UPDATE, June 30: Chris Bathum has resigned as chairman of Community Recovery and has been relieved of all responsibilities. See full update below.

Chris Bathum, the founder and owner of Community Recovery Los Angeles, a chain of two dozen or so sober-living houses and outpatient clinics, was arrested in Lost Hills yesterday for “transport [or] sale of a controlled substance,” according to the L.A. County Sheriff's Department. He was released on $30,000 bail at 4:40 a.m., less than 12 hours after he was booked.

Bathum, who was the subject of a December L.A. Weekly cover story, previously has been accused of drug use, insurance fraud and sexual battery (allegations he has vehemently denied). 

Also on Tuesday, the California Department of Health filed a complaint in L.A. County Superior Court against Bathum and Community Recovery L.A. (or CRLA) for operating “unlicensed alcoholism or drug-abuse recovery or treatment facilities in Los Angeles County.” The complaint asked the court to shutter the whole operation.

In May 2015, the Department of Health investigated two CRLA facilities: a sober-living home in Woodland Hills called House of the Women and a facility on Melrose dubbed the Melrose Project. The investigation found that both facilities were “improperly providing residential alcoholism or drug-abuse recovery or treatment services without a license,” according to the complaint.

In California, sober-living homes are mostly unregulated and don't require a license to operate. But there are limitations to what those homes are allowed to do. For example, they are not allowed to provide any kind of therapy or treatment, and they aren't allowed to dispense medication. 

Inspecting the House of the Women, the Department of Health found a room labeled “Room Detox,” as well as a medication room, according to the complaint. At the Melrose Project, the department interviewed former clients and staff who confirmed that it was a treatment center. 

In August 2015, the Department of Health sent letters to both facilities, ordering them to cease all illegal activities. The next month, Community Recovery CEO Kirsten Wallace responded with a letter, claiming, “The practices you demand us to cease and desist have ceased and desisted.” 

But the department returned to the facilities last month and, according to the recent complaint, found that CRLA is “still providing services without a license, despite CRLA's written statement of correction. In fact, the department interviewed staff and clients who confirmed that ongoing services were being provided at the facilities.” 

The department now seeks a permanent injunction barring Bathum and “all persons acting in concert” with him from “operating any unlicensed alcoholism or drug-abuse recovery or treatment facilities or in any way facilitating such operations,” according to the complaint. It also seeks to level a fine against Bathum.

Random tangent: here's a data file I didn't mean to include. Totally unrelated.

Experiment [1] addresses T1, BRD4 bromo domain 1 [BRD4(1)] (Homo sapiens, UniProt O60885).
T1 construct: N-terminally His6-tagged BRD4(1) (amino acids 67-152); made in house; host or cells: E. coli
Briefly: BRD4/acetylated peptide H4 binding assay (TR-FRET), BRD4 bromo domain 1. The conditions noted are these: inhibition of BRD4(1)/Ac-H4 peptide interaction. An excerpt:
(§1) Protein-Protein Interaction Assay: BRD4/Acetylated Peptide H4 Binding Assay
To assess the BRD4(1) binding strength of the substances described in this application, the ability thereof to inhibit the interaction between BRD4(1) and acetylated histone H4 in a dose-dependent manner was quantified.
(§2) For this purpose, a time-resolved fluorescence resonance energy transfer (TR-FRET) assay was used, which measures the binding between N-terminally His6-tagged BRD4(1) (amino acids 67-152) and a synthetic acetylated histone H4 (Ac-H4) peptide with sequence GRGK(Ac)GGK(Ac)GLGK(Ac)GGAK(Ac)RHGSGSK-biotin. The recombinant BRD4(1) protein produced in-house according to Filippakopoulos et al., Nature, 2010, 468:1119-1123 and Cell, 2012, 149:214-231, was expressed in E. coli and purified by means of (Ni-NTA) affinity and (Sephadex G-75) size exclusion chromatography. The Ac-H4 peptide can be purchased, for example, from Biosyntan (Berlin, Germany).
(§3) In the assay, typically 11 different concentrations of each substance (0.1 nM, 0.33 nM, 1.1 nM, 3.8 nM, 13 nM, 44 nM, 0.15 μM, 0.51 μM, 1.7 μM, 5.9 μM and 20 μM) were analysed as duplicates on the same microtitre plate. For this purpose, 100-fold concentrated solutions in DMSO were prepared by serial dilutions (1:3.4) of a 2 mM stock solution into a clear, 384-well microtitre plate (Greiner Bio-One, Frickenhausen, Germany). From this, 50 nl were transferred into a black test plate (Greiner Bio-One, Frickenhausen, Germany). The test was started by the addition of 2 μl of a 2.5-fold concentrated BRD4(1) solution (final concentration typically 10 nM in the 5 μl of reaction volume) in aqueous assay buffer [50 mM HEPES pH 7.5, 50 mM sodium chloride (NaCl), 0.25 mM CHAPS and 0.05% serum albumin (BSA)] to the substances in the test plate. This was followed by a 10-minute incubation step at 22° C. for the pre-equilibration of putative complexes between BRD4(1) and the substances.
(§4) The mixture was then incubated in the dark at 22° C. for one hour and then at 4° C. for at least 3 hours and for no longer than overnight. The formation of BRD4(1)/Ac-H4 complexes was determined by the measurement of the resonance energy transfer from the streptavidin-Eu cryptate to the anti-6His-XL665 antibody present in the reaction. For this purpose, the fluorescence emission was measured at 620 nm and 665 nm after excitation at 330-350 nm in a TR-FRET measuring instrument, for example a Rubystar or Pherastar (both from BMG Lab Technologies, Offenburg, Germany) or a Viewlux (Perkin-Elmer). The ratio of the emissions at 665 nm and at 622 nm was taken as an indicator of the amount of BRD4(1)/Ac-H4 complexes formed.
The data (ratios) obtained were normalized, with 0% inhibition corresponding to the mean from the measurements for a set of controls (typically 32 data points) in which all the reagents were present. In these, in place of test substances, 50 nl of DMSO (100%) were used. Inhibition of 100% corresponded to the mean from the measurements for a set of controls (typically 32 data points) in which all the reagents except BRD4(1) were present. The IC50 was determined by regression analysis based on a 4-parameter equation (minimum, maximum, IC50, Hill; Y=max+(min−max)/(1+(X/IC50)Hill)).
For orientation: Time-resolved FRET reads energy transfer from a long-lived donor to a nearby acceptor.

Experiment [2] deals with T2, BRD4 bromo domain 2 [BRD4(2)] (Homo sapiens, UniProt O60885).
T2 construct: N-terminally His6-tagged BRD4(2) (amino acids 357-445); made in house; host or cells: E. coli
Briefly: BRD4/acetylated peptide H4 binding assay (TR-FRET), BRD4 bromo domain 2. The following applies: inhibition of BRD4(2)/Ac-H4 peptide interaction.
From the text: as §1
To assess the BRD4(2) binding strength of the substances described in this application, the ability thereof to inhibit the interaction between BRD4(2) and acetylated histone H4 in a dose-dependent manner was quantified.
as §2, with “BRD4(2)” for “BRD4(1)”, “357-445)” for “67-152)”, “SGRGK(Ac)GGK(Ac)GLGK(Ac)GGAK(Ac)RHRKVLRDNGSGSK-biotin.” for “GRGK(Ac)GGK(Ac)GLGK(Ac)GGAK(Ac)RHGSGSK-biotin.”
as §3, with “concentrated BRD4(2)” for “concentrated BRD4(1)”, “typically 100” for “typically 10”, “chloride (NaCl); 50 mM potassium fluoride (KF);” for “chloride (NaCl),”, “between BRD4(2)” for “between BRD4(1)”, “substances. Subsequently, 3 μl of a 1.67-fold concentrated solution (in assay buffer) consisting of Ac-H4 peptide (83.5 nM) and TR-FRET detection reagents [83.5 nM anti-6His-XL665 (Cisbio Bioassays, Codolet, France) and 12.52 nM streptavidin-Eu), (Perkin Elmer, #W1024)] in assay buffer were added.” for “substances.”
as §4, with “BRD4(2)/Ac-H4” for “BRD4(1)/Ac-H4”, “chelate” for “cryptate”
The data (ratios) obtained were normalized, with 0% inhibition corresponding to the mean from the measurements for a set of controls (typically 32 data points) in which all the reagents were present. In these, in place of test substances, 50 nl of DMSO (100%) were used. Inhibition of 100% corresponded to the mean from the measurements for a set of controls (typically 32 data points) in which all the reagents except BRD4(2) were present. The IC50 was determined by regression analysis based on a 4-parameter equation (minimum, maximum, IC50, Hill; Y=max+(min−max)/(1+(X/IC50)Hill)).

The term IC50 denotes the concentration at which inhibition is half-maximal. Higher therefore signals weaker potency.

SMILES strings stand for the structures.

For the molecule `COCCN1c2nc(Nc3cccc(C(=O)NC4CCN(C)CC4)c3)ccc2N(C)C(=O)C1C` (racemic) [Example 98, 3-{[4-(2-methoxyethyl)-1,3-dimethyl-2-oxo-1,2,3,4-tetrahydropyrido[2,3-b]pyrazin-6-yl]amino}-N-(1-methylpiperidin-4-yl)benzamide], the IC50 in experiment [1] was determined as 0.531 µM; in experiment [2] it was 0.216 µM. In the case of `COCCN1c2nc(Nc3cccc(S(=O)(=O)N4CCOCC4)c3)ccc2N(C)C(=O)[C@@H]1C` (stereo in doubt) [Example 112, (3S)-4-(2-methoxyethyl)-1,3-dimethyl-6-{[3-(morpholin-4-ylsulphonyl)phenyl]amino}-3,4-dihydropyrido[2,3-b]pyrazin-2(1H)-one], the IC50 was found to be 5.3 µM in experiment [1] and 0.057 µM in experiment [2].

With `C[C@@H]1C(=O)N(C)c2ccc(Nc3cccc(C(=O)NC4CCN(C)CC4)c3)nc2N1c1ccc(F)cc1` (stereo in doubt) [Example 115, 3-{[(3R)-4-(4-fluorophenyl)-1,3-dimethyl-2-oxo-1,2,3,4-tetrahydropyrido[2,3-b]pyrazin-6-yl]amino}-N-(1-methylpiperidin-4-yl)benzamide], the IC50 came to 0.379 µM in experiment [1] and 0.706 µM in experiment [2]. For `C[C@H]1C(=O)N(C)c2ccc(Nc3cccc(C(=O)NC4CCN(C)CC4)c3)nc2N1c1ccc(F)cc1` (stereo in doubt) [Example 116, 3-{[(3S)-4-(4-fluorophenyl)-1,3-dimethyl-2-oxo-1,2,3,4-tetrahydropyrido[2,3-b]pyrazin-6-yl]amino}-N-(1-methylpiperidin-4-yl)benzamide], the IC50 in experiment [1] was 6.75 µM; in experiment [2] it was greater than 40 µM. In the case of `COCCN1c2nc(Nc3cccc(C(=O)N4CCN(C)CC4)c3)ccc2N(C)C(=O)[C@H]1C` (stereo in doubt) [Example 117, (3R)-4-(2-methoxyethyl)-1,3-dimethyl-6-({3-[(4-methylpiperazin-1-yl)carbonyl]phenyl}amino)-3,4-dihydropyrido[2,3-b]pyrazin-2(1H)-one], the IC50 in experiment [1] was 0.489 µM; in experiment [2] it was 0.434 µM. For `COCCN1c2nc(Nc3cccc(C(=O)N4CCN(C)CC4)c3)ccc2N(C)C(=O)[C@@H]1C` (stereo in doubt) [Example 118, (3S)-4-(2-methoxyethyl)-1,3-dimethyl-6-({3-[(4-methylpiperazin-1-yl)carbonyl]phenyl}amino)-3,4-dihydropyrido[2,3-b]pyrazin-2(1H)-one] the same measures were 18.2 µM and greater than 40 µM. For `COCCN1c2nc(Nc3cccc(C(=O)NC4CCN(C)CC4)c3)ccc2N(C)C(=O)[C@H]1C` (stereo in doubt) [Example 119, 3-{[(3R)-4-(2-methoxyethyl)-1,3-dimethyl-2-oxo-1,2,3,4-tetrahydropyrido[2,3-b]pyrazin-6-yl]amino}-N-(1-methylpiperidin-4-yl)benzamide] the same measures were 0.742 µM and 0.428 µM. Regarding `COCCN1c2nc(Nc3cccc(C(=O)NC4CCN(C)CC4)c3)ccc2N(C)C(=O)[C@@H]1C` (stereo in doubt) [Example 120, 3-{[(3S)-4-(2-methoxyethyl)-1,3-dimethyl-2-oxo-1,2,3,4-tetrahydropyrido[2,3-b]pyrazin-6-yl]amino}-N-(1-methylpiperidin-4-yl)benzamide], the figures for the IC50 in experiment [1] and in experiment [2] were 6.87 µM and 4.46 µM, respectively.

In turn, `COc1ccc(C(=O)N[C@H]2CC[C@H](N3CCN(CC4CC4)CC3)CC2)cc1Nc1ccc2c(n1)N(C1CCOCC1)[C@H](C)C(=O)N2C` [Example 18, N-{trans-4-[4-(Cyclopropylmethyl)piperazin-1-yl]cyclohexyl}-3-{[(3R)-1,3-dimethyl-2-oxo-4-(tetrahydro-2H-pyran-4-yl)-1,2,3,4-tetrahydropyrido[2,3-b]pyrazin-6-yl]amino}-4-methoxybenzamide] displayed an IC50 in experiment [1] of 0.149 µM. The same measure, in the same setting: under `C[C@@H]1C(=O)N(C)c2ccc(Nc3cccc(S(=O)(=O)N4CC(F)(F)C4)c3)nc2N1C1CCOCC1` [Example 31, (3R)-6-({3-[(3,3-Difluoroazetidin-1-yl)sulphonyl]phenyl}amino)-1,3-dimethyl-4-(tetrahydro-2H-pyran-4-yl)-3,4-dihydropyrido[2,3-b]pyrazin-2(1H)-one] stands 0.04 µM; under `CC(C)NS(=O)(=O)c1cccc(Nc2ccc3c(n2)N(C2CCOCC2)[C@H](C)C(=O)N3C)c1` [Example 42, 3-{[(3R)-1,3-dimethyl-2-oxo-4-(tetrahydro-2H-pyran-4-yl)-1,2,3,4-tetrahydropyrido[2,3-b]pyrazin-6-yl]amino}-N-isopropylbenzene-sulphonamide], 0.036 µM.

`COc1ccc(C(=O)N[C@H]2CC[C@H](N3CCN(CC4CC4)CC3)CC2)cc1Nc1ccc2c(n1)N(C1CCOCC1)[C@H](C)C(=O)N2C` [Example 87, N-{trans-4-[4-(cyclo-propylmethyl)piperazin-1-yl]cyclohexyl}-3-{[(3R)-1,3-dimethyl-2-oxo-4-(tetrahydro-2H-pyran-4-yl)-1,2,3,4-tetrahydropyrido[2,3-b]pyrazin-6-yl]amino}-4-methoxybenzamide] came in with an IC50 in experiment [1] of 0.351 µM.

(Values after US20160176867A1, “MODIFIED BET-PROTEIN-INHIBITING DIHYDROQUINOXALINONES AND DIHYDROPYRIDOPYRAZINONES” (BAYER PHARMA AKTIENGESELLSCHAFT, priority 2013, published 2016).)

A number of women have claimed that Bathum molested them while they were patients at CRLA. A recent episode of 20/20 highlighted those allegations, as well as Bathum's own alleged drug use. 

We reached out to Bathum's publicist for a comment; we haven't heard back yet.

UPDATE, June 30: Chris Bathum has resigned as chairman of Community Recovery, according to a press release circulated today by CRLA publicist Jannell Barrett-Jones.

“The Board of Directors of Community Recovery has, effective immediately, given full office and title of Chief Executive Officer and Chairman of the Board to Kirsten Wallace and subsequently removed those responsibilities from Founder Christopher Bathum,” the press release states.

Bathum is quoted in the press release as saying: “I am immensely proud of the work that has been done at CRLA, and I am honored and humbled by the support I have received from the team and clients both present and past. [T]he time has come for the amazing talented team that is there to take the company to event greater heights”

The press release does not address Bathum's arrest. Screenshots from CRLA's internal communications app, Basecamp, which were forwarded to L.A. Weekly, show Bathum explaining that he was picking up a former client in his car when the L.A. County Sheriff’s Department pulled him over:

“Barely inside the LASD jurisdiction I was pulled over handcuffed and the car searched. I was told drugs were found in my passengers things and I was under arrest. She was given a ticket and I was given 3 felony charges. Those of you who know this world can make of that what you may. It will not stand and most likely will be dismissed. And no hate towards the client — please it could have been you.

“I don’t pretend to know exactly how these things work, when the LASD decides to get involved and how coordinated they are, but I do know I am way too much a lightening [sic.] rod for this focus now, and am removing myself entirely from direct and active work with the community. When we get this resolved we can reevaluate – it's the right thing for now.”

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